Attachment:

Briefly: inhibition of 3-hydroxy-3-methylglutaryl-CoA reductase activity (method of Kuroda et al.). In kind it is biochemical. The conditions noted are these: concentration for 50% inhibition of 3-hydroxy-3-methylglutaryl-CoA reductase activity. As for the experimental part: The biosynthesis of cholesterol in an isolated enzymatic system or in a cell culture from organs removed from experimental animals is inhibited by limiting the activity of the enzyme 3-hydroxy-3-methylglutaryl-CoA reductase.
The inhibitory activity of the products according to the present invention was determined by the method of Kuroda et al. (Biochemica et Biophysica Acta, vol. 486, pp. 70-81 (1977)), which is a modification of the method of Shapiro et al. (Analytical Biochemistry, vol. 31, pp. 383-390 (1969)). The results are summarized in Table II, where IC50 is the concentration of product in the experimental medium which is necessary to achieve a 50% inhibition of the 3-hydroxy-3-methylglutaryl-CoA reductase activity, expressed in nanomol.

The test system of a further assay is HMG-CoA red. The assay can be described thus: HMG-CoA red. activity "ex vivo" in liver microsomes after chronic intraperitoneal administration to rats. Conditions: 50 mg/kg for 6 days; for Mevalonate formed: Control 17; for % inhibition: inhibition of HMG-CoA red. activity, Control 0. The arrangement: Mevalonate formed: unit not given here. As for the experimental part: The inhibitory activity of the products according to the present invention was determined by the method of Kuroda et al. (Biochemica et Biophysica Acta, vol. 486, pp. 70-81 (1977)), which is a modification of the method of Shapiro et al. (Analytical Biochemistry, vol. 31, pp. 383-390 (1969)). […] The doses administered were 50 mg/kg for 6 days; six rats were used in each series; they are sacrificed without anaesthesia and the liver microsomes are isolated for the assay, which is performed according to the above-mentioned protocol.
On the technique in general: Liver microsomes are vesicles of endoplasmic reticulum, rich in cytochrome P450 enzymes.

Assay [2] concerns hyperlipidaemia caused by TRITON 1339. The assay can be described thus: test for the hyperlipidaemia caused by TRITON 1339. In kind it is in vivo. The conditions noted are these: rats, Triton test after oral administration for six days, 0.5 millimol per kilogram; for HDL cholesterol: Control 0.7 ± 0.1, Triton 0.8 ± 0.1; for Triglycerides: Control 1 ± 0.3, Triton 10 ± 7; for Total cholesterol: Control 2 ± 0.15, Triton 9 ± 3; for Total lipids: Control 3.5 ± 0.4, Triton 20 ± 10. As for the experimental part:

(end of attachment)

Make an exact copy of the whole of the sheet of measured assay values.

Briefly: inhibition of 3-hydroxy-3-methylglutaryl-CoA reductase activity (method of Kuroda et al.). In kind it is biochemical. The conditions noted are these: concentration for 50% inhibition of 3-hydroxy-3-methylglutaryl-CoA reductase activity. As for the experimental part: The biosynthesis of cholesterol in an isolated enzymatic system or in a cell culture from organs removed from experimental animals is inhibited by limiting the activity of the enzyme 3-hydroxy-3-methylglutaryl-CoA reductase.
The inhibitory activity of the products according to the present invention was determined by the method of Kuroda et al. (Biochemica et Biophysica Acta, vol. 486, pp. 70-81 (1977)), which is a modification of the method of Shapiro et al. (Analytical Biochemistry, vol. 31, pp. 383-390 (1969)). The results are summarized in Table II, where IC50 is the concentration of product in the experimental medium which is necessary to achieve a 50% inhibition of the 3-hydroxy-3-methylglutaryl-CoA reductase activity, expressed in nanomol.

The test system of a further assay is HMG-CoA red. The assay can be described thus: HMG-CoA red. activity "ex vivo" in liver microsomes after chronic intraperitoneal administration to rats. Conditions: 50 mg/kg for 6 days; for Mevalonate formed: Control 17; for % inhibition: inhibition of HMG-CoA red. activity, Control 0. The arrangement: Mevalonate formed: unit not given here. As for the experimental part: The inhibitory activity of the products according to the present invention was determined by the method of Kuroda et al. (Biochemica et Biophysica Acta, vol. 486, pp. 70-81 (1977)), which is a modification of the method of Shapiro et al. (Analytical Biochemistry, vol. 31, pp. 383-390 (1969)). […] The doses administered were 50 mg/kg for 6 days; six rats were used in each series; they are sacrificed without anaesthesia and the liver microsomes are isolated for the assay, which is performed according to the above-mentioned protocol.
On the technique in general: Liver microsomes are vesicles of endoplasmic reticulum, rich in cytochrome P450 enzymes.

Assay [2] concerns hyperlipidaemia caused by TRITON 1339. The assay can be described thus: test for the hyperlipidaemia caused by TRITON 1339. In kind it is in vivo. The conditions noted are these: rats, Triton test after oral administration for six days, 0.5 millimol per kilogram; for HDL cholesterol: Control 0.7 ± 0.1, Triton 0.8 ± 0.1; for Triglycerides: Control 1 ± 0.3, Triton 10 ± 7; for Total cholesterol: Control 2 ± 0.15, Triton 9 ± 3; for Total lipids: Control 3.5 ± 0.4, Triton 20 ± 10. As for the experimental part: